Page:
When I’m making a new glass piece I tend to take a lot of pictures as I’m going along so that when I go home at night I can sit with a cup of tea and mull over my progress – rock and roll lifestyle, I know! Since I have all these pictures documenting my progress step-by-step I thought it might be nice to give you all a peek into my creative process and let you see how my stained glass designs come together.
When designing for a new stained glass artwork or window I usually try to focus on creating a strong and cohesive design first and worry about how I’m going to actually make it in stained glass later. However it is worth bearing in mind that some shapes are really difficult to cut. It is really tricky to cut glass into wild concave shapes and even if you succeed, it usually creates a weak point that might break later when you are leading up, cementing or transporting your panels.
There are many ways you can approach your design. You can create leadlines around every separate colour, which can work well in certain instances but is not really my personal preference. In the design above for example, I have tried to place the leadlines in such a way as to highlight the main features of the design, adding extra finer details with etching, glass paints, stains and enamels.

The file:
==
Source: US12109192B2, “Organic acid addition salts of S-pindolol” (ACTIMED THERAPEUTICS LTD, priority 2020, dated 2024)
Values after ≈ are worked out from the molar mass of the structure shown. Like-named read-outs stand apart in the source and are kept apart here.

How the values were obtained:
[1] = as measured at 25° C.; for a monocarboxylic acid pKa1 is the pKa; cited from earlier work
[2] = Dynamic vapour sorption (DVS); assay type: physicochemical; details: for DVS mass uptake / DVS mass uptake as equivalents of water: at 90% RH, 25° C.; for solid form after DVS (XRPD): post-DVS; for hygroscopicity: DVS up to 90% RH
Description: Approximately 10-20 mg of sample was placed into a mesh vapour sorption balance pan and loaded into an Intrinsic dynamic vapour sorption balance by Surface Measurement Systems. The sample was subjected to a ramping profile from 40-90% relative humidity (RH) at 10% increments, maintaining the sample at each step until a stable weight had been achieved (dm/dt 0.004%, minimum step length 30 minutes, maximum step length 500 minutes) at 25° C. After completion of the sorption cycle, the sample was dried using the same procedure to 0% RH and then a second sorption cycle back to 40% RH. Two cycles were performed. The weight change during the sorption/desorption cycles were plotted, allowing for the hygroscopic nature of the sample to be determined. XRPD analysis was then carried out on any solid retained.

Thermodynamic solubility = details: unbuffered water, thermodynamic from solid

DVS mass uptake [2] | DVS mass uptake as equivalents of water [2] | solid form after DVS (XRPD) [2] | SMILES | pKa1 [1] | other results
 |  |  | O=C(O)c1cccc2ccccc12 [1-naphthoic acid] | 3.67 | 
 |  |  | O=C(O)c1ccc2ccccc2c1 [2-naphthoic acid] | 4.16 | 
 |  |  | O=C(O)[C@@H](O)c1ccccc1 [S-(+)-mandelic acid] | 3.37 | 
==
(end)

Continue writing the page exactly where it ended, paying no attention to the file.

In this design I have used flash glass, a clear glass with a very thin layer of colour on top, which can be etched to create a whole range of effects. It’s my favourite glass to use as it allows me to introduce several colours to a single piece of glass and create delicate details that would otherwise be swamped by heavy leadlines.
It can also be lightly etched to create colour gradients. The rose in this design has been sandblasted to create a colour gradient that emphasizes the different tones in the petals. Silver stain has then been applied to create a soft mixture of pink, orange and yellow hues. The candles have also been lightly etched then silver stained, allowing them to softly emerge from the background without the need for harsh leadlines around them.
The panel has then been glazed with a mixture of leads – thick leads around the clock face and the rose to pull them into the foreground and thinner leads around the other details to push them back. I solder the whole thing together back and front, add cement then voila! The piece is finished.
Did you find this article helpful? Is there anything you would like to know more about? Please add a comment below and let me know.